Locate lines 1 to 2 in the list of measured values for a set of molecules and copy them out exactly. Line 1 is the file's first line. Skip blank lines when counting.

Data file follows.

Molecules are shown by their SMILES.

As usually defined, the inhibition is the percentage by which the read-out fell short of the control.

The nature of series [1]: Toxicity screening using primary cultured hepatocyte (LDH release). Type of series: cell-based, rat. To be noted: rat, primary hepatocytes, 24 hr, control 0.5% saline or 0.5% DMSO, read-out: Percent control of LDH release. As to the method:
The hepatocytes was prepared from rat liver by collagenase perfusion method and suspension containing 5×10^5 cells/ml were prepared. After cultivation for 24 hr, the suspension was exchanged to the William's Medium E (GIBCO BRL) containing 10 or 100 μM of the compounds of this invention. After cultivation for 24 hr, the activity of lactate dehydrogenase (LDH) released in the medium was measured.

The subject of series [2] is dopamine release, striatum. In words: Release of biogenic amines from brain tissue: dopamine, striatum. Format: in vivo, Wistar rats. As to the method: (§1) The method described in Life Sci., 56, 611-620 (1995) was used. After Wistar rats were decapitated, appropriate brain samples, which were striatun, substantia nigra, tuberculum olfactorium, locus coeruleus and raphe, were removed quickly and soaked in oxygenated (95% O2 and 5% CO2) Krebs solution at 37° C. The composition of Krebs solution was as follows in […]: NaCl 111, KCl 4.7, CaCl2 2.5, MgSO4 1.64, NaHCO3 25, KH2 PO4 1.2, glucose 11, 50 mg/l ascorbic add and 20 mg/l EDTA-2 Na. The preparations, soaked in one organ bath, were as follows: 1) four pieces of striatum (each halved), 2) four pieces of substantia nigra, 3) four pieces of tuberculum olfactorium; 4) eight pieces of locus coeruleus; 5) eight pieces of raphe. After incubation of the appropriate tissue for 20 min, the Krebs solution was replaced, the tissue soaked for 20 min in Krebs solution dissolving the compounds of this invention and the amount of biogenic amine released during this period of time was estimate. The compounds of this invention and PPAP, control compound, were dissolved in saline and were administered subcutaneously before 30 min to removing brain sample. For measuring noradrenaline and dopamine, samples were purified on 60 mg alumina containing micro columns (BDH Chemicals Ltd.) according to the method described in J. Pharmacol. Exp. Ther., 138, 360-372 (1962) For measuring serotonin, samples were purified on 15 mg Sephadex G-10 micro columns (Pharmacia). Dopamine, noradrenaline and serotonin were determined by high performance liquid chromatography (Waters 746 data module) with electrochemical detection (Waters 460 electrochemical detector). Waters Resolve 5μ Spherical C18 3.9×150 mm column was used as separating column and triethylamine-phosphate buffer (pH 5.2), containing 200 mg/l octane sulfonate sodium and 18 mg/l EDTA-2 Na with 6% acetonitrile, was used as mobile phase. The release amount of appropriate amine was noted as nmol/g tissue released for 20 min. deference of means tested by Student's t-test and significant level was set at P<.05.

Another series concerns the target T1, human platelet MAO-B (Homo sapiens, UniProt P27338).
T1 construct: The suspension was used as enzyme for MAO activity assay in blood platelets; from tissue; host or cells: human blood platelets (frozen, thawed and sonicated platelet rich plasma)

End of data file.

Molecules are shown by their SMILES.

As usually defined, the inhibition is the percentage by which the read-out fell short of the control.